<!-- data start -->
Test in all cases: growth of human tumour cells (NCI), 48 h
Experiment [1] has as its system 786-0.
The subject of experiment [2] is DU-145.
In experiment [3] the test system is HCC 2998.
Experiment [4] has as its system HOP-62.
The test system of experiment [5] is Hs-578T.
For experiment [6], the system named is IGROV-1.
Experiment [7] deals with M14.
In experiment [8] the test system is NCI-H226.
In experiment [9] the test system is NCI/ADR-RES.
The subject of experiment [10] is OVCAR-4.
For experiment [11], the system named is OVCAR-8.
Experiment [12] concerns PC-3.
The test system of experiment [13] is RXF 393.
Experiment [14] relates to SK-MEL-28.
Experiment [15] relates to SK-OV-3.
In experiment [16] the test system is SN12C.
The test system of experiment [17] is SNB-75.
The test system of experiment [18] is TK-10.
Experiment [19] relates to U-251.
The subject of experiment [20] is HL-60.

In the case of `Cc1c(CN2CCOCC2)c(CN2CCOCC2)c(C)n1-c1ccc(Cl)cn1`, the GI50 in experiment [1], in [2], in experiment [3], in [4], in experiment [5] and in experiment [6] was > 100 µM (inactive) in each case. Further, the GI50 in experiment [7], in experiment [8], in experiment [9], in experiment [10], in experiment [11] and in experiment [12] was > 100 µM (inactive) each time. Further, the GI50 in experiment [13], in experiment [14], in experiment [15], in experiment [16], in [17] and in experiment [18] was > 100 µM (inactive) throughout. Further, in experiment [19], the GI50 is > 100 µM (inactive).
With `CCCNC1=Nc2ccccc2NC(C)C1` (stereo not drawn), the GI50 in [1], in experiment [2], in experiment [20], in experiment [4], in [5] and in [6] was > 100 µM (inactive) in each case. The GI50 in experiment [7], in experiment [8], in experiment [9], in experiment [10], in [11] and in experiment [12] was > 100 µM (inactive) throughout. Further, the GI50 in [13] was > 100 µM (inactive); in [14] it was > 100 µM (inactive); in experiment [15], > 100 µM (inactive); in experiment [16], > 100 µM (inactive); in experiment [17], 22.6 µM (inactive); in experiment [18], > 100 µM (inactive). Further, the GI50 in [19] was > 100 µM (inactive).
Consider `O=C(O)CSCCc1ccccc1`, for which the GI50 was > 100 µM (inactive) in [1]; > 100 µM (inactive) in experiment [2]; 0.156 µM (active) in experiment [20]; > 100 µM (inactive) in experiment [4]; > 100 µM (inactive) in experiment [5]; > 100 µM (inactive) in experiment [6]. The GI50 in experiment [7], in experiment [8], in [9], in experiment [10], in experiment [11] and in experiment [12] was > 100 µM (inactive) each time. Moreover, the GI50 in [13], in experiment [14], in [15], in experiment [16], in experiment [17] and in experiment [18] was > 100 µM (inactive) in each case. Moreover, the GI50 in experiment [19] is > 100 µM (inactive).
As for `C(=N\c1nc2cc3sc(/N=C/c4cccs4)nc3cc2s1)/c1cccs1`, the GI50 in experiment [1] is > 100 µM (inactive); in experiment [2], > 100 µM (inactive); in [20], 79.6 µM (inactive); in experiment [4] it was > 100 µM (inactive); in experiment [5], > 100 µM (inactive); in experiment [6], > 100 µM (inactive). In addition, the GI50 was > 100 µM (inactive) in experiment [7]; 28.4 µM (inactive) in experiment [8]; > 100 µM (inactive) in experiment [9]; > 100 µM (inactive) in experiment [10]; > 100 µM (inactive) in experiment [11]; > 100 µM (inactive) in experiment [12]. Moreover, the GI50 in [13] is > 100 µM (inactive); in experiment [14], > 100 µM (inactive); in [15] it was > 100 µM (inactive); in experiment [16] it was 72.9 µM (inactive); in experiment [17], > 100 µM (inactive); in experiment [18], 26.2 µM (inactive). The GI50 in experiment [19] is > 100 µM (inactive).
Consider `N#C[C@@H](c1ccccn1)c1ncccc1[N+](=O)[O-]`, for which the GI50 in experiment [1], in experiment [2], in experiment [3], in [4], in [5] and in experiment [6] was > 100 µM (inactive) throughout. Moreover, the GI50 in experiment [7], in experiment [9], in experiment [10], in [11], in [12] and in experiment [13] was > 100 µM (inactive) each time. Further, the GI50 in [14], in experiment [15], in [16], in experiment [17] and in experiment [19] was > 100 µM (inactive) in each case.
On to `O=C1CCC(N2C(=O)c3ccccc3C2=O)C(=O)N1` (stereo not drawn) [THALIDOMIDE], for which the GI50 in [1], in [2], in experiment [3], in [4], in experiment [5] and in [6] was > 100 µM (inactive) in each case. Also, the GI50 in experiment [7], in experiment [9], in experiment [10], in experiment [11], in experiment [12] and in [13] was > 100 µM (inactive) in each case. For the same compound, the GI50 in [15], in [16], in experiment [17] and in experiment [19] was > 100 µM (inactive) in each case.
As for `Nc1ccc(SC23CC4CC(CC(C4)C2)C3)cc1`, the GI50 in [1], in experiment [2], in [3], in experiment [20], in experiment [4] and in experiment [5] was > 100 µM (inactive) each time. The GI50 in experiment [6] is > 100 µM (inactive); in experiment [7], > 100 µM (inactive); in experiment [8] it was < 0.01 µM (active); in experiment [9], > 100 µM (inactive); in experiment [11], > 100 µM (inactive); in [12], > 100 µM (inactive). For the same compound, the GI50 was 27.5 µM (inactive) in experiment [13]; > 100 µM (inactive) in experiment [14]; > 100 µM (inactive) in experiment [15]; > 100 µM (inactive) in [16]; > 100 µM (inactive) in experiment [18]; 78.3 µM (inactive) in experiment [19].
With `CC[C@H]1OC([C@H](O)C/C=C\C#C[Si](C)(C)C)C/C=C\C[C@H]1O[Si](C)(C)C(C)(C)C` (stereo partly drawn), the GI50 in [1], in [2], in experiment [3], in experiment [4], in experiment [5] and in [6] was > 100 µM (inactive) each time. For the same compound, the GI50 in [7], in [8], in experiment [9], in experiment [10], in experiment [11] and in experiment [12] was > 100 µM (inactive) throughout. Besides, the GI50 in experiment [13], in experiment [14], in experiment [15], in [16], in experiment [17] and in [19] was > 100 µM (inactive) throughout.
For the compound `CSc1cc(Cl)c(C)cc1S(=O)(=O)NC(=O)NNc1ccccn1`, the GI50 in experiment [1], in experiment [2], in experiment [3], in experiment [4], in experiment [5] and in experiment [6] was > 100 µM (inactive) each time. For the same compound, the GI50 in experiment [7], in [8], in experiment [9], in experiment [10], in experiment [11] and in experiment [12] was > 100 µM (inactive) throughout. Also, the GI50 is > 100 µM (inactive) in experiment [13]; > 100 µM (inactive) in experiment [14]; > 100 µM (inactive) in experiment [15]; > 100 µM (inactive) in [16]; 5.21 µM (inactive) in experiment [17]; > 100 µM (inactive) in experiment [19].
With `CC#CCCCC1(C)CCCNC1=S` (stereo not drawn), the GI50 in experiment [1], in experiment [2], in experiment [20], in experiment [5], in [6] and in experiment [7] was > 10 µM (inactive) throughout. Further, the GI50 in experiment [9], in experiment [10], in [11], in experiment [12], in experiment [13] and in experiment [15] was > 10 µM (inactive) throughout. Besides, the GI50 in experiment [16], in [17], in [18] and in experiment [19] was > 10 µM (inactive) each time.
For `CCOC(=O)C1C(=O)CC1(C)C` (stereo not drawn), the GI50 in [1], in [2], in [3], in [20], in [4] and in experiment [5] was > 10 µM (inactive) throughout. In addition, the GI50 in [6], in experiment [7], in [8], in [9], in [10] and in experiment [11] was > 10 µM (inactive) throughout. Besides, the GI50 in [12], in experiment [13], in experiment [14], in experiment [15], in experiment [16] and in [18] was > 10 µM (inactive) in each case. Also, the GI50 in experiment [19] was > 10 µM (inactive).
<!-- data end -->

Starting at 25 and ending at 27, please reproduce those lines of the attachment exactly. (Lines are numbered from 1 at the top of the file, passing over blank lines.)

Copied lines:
As for `C(=N\c1nc2cc3sc(/N=C/c4cccs4)nc3cc2s1)/c1cccs1`, the GI50 in experiment [1] is > 100 µM (inactive); in experiment [2], > 100 µM (inactive); in [20], 79.6 µM (inactive); in experiment [4] it was > 100 µM (inactive); in experiment [5], > 100 µM (inactive); in experiment [6], > 100 µM (inactive). In addition, the GI50 was > 100 µM (inactive) in experiment [7]; 28.4 µM (inactive) in experiment [8]; > 100 µM (inactive) in experiment [9]; > 100 µM (inactive) in experiment [10]; > 100 µM (inactive) in experiment [11]; > 100 µM (inactive) in experiment [12]. Moreover, the GI50 in [13] is > 100 µM (inactive); in experiment [14], > 100 µM (inactive); in [15] it was > 100 µM (inactive); in experiment [16] it was 72.9 µM (inactive); in experiment [17], > 100 µM (inactive); in experiment [18], 26.2 µM (inactive). The GI50 in experiment [19] is > 100 µM (inactive).
Consider `N#C[C@@H](c1ccccn1)c1ncccc1[N+](=O)[O-]`, for which the GI50 in experiment [1], in experiment [2], in experiment [3], in [4], in [5] and in experiment [6] was > 100 µM (inactive) throughout. Moreover, the GI50 in experiment [7], in experiment [9], in experiment [10], in [11], in [12] and in experiment [13] was > 100 µM (inactive) each time. Further, the GI50 in [14], in experiment [15], in [16], in experiment [17] and in experiment [19] was > 100 µM (inactive) in each case.
On to `O=C1CCC(N2C(=O)c3ccccc3C2=O)C(=O)N1` (stereo not drawn) [THALIDOMIDE], for which the GI50 in [1], in [2], in experiment [3], in [4], in experiment [5] and in [6] was > 100 µM (inactive) in each case. Also, the GI50 in experiment [7], in experiment [9], in experiment [10], in experiment [11], in experiment [12] and in [13] was > 100 µM (inactive) in each case. For the same compound, the GI50 in [15], in [16], in experiment [17] and in experiment [19] was > 100 µM (inactive) in each case.